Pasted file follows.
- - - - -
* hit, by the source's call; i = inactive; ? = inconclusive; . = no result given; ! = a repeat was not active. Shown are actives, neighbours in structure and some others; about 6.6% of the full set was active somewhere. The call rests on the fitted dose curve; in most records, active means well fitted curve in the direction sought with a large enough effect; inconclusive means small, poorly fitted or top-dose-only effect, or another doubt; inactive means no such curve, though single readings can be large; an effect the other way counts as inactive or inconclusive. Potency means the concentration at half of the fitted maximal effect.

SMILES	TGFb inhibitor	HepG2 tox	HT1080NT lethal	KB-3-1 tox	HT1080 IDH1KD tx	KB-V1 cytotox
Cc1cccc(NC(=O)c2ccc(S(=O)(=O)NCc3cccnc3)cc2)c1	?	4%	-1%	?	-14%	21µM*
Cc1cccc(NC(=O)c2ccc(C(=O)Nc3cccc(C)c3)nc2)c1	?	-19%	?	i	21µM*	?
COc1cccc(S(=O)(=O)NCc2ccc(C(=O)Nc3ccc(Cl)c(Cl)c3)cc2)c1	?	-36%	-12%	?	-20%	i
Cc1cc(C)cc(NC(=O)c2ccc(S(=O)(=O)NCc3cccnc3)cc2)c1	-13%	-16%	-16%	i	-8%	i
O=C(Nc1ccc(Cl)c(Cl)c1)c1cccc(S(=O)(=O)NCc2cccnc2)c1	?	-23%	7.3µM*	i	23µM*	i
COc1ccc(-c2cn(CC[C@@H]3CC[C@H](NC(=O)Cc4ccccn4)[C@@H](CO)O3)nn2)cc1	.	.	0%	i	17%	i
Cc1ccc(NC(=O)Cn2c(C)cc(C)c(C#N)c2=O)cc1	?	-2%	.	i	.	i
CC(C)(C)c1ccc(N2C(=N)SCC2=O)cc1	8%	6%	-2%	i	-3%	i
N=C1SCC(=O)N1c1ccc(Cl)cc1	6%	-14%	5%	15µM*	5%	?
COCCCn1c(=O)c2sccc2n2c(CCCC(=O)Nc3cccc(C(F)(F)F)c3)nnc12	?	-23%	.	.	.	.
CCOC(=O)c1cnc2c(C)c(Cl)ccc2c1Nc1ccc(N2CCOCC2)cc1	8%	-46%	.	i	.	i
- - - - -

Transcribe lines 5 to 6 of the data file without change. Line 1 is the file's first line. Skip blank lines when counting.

COc1cccc(S(=O)(=O)NCc2ccc(C(=O)Nc3ccc(Cl)c(Cl)c3)cc2)c1	?	-36%	-12%	?	-20%	i
Cc1cc(C)cc(NC(=O)c2ccc(S(=O)(=O)NCc3cccnc3)cc2)c1	-13%	-16%	-16%	i	-8%	i